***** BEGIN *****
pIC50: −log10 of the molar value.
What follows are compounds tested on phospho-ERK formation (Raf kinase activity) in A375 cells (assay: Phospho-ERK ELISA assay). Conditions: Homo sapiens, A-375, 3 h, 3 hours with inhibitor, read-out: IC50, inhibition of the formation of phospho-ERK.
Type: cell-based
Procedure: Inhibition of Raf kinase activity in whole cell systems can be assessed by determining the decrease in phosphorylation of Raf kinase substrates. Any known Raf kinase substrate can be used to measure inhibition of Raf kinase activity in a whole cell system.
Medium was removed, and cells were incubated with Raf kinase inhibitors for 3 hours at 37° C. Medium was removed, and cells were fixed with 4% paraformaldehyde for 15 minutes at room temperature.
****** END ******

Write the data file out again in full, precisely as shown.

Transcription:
pIC50: −log10 of the molar value.
What follows are compounds tested on phospho-ERK formation (Raf kinase activity) in A375 cells (assay: Phospho-ERK ELISA assay). Conditions: Homo sapiens, A-375, 3 h, 3 hours with inhibitor, read-out: IC50, inhibition of the formation of phospho-ERK.
Type: cell-based
Procedure: Inhibition of Raf kinase activity in whole cell systems can be assessed by determining the decrease in phosphorylation of Raf kinase substrates. Any known Raf kinase substrate can be used to measure inhibition of Raf kinase activity in a whole cell system.
Medium was removed, and cells were incubated with Raf kinase inhibitors for 3 hours at 37° C. Medium was removed, and cells were fixed with 4% paraformaldehyde for 15 minutes at room temperature.